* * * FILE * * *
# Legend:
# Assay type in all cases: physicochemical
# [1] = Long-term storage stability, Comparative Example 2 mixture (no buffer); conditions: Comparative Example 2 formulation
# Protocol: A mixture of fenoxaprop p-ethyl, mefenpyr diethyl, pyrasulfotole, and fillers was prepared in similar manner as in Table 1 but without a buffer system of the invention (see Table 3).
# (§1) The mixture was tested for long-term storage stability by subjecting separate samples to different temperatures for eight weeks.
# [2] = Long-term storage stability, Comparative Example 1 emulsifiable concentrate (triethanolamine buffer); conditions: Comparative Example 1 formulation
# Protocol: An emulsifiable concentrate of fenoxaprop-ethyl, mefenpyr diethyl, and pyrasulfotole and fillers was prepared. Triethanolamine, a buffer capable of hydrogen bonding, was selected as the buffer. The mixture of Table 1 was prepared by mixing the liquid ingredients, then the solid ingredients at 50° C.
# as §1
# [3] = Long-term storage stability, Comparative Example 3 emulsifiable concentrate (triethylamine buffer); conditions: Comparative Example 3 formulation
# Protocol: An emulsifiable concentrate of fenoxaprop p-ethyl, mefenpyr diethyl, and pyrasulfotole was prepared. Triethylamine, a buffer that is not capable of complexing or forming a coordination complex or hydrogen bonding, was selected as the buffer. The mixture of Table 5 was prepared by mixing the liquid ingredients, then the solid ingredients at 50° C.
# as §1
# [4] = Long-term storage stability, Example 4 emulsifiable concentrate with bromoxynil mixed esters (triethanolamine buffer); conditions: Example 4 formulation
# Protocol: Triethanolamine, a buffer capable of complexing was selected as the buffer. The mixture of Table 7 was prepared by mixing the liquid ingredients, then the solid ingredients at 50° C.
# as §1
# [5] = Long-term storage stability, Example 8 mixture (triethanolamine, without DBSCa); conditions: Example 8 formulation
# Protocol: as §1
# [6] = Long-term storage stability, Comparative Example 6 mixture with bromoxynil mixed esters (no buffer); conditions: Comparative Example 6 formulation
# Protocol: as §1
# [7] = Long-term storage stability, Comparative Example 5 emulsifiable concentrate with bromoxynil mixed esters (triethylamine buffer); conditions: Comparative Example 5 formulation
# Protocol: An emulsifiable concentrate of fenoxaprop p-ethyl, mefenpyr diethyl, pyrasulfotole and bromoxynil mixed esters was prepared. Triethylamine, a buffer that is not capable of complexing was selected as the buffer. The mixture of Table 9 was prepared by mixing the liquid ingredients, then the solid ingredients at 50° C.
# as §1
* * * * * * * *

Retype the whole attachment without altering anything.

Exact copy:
# Legend:
# Assay type in all cases: physicochemical
# [1] = Long-term storage stability, Comparative Example 2 mixture (no buffer); conditions: Comparative Example 2 formulation
# Protocol: A mixture of fenoxaprop p-ethyl, mefenpyr diethyl, pyrasulfotole, and fillers was prepared in similar manner as in Table 1 but without a buffer system of the invention (see Table 3).
# (§1) The mixture was tested for long-term storage stability by subjecting separate samples to different temperatures for eight weeks.
# [2] = Long-term storage stability, Comparative Example 1 emulsifiable concentrate (triethanolamine buffer); conditions: Comparative Example 1 formulation
# Protocol: An emulsifiable concentrate of fenoxaprop-ethyl, mefenpyr diethyl, and pyrasulfotole and fillers was prepared. Triethanolamine, a buffer capable of hydrogen bonding, was selected as the buffer. The mixture of Table 1 was prepared by mixing the liquid ingredients, then the solid ingredients at 50° C.
# as §1
# [3] = Long-term storage stability, Comparative Example 3 emulsifiable concentrate (triethylamine buffer); conditions: Comparative Example 3 formulation
# Protocol: An emulsifiable concentrate of fenoxaprop p-ethyl, mefenpyr diethyl, and pyrasulfotole was prepared. Triethylamine, a buffer that is not capable of complexing or forming a coordination complex or hydrogen bonding, was selected as the buffer. The mixture of Table 5 was prepared by mixing the liquid ingredients, then the solid ingredients at 50° C.
# as §1
# [4] = Long-term storage stability, Example 4 emulsifiable concentrate with bromoxynil mixed esters (triethanolamine buffer); conditions: Example 4 formulation
# Protocol: Triethanolamine, a buffer capable of complexing was selected as the buffer. The mixture of Table 7 was prepared by mixing the liquid ingredients, then the solid ingredients at 50° C.
# as §1
# [5] = Long-term storage stability, Example 8 mixture (triethanolamine, without DBSCa); conditions: Example 8 formulation
# Protocol: as §1
# [6] = Long-term storage stability, Comparative Example 6 mixture with bromoxynil mixed esters (no buffer); conditions: Comparative Example 6 formulation
# Protocol: as §1
# [7] = Long-term storage stability, Comparative Example 5 emulsifiable concentrate with bromoxynil mixed esters (triethylamine buffer); conditions: Comparative Example 5 formulation
# Protocol: An emulsifiable concentrate of fenoxaprop p-ethyl, mefenpyr diethyl, pyrasulfotole and bromoxynil mixed esters was prepared. Triethylamine, a buffer that is not capable of complexing was selected as the buffer. The mixture of Table 9 was prepared by mixing the liquid ingredients, then the solid ingredients at 50° C.
# as §1